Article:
Climatic Change

, Volume 144, Issue 4, pp 597–610 | Cite as

Banking on banking: does “when” flexibility mask the costs of stringent climate policy?

  • John E. BistlineEmail author
  • Francisco de la Chesnaye


Banking and borrowing emission allowances provide temporal flexibility in cap-and-trade systems, which can enhance the economic efficiency of environmental policy while adhering to the same cumulative emission budget. This paper investigates the role of temporal (“when”) flexibility from emission banking provisions under an economy-wide cap-and-trade policy in the USA. The current literature on meeting deep decarbonization targets almost exclusively assumes unlimited banking, which may bias policy recommendations and have important consequences for R&D prioritization and model development. Numerical experiments using the energy-economic model US Regional Energy, GHG, and Economy (US-REGEN) indicate that assumptions about banking materially impact cost and emission pathways in meeting long-term targets like 80% reductions by 2050 relative to 2005 levels. Given the stringency of long-run targets and convexity of marginal abatement costs, the cost-minimizing time path for mitigation with banking suggests that 2025 abatement should exceed the pledged level under the Paris Agreement (42% instead of 26–28%) to reduce future costs. Total policy costs are approximately 30% higher when banking is excluded; however, political economy barriers and uncertainty may limit the use of banking provisions despite their appeal on economic efficiency grounds. Banking on policy implementation with unlimited temporal flexibility may distort insights about the pace, extent, and economic impacts of future energy transitions associated with long-term abatement targets, especially for more stringent climate policies.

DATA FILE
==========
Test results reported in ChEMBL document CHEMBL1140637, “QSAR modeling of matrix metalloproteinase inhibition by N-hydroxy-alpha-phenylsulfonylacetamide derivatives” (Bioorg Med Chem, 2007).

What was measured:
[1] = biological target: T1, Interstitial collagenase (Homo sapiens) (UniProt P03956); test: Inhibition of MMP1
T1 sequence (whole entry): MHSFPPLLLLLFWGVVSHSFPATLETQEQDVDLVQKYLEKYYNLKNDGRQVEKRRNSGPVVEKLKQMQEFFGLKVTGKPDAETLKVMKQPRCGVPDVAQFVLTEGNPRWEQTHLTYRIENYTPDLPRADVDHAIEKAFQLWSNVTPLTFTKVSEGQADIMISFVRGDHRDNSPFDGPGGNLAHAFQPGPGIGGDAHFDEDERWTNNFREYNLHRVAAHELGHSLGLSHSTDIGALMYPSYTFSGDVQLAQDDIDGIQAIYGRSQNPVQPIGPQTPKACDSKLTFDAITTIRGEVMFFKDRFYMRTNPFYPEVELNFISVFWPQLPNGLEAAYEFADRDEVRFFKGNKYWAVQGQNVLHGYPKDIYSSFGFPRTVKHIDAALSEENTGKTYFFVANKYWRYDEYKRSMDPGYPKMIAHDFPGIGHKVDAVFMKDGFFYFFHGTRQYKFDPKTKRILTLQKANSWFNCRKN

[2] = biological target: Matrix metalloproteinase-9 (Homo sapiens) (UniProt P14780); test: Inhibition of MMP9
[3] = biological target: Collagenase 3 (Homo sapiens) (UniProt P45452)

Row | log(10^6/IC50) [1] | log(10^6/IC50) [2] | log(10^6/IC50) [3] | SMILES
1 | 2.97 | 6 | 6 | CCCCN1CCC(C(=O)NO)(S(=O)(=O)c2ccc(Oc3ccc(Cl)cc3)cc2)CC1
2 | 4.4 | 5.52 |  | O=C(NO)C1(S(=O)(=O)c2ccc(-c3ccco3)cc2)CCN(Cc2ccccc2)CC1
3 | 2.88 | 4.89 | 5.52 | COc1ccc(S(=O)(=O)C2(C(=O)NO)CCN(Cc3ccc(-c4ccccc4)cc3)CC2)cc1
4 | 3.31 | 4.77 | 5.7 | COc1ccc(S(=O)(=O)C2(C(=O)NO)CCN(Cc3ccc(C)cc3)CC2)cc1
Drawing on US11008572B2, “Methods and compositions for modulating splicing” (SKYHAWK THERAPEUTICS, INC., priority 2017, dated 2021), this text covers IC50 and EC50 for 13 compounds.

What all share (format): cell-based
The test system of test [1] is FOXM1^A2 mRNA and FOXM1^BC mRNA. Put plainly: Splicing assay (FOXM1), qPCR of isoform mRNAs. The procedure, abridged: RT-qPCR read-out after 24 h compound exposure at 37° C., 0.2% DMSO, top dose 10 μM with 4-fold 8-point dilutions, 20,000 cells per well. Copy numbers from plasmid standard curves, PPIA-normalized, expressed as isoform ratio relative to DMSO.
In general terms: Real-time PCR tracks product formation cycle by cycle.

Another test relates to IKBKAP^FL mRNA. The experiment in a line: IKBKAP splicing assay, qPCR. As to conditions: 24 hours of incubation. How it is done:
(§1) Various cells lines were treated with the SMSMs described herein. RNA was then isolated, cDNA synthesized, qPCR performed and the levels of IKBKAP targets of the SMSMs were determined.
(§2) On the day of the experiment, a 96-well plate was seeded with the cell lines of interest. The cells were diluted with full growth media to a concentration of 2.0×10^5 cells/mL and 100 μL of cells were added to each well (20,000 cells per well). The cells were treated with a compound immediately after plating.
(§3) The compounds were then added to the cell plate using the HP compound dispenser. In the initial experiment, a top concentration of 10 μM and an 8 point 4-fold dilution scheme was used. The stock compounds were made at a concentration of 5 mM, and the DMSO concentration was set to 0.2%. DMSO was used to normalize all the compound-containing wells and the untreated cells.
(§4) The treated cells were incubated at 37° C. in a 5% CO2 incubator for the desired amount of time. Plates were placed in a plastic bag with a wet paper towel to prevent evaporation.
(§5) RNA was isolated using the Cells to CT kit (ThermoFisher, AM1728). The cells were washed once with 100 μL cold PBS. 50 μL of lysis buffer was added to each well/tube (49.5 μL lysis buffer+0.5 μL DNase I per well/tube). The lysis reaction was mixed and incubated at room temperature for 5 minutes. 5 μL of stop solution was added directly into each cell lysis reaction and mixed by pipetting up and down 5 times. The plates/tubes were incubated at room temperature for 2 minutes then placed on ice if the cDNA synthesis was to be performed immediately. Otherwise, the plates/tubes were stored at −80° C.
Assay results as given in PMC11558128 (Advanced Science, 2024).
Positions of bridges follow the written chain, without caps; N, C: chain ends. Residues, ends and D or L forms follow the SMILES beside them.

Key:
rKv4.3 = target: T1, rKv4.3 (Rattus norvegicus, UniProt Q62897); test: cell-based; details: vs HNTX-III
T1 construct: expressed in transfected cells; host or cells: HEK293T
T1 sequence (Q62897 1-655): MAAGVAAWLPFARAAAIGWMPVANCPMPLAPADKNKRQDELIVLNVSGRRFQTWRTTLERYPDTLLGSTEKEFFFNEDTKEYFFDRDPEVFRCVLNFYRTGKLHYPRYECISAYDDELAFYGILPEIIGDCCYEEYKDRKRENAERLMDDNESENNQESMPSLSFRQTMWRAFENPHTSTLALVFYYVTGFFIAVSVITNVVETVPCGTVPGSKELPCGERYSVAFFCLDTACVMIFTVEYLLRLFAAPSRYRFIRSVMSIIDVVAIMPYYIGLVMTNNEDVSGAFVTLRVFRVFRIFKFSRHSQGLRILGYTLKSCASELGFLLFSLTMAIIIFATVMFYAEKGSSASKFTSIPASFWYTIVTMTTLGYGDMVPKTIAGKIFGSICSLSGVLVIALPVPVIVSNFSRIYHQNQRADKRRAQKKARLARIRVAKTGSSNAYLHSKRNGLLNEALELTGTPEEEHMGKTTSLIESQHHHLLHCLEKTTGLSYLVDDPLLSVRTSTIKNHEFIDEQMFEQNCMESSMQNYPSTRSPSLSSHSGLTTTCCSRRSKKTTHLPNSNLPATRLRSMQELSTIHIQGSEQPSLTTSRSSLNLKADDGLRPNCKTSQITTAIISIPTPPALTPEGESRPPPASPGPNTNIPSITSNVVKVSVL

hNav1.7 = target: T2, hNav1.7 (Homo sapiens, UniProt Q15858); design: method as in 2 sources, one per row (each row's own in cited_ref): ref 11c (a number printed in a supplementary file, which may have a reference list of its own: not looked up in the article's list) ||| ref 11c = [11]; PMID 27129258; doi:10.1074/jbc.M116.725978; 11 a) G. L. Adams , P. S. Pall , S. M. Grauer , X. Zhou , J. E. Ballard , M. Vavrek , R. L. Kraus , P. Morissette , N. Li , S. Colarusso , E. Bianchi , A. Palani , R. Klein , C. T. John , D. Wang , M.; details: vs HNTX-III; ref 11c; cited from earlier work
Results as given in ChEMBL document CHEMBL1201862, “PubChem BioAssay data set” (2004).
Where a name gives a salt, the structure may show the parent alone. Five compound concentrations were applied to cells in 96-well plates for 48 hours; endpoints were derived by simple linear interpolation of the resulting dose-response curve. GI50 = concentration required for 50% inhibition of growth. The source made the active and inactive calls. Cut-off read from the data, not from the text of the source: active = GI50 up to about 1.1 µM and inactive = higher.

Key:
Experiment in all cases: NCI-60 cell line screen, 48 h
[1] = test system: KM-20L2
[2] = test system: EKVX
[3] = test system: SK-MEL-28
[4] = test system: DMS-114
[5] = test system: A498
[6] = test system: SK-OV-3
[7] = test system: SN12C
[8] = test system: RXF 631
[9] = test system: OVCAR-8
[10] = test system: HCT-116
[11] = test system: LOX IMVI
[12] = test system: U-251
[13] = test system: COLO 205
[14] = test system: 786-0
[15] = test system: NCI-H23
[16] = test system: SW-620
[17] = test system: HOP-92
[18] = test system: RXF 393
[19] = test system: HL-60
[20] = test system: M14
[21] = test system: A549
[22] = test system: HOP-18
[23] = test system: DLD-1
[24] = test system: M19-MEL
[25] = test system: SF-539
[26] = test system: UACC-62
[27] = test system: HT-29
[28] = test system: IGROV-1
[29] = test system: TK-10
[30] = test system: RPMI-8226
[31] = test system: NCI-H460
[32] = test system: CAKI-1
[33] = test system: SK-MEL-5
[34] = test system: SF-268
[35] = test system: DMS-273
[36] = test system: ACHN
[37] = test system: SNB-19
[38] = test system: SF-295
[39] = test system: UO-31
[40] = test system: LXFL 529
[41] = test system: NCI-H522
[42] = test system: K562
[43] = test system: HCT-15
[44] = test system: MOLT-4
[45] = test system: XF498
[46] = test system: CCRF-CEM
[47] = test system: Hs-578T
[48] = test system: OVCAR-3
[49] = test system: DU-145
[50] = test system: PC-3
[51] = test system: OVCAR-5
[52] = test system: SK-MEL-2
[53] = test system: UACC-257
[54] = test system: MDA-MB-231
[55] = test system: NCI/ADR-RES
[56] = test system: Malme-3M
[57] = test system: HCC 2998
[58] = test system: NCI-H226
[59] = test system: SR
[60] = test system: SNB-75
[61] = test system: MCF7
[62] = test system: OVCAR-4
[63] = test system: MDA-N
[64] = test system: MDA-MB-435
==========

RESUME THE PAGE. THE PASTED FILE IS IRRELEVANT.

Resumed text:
The authors wish to thank Geoffrey Blanford, Richard Richels, David Young, Marcus Alexander, and anonymous reviewers for their helpful suggestions. Any errors are solely the responsibility of the authors. The views expressed in this paper are those of the individual authors and do not necessarily reflect those of EPRI or its members.

Supplementary material

10584_2017_2053_MOESM1_ESM.docx (124 kb)
ESM 1 (DOCX 124 kb)


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Copyright information

© Springer Science+Business Media B.V. 2017

Authors and Affiliations

  1. 1.Electric Power Research InstitutePalo AltoUSA

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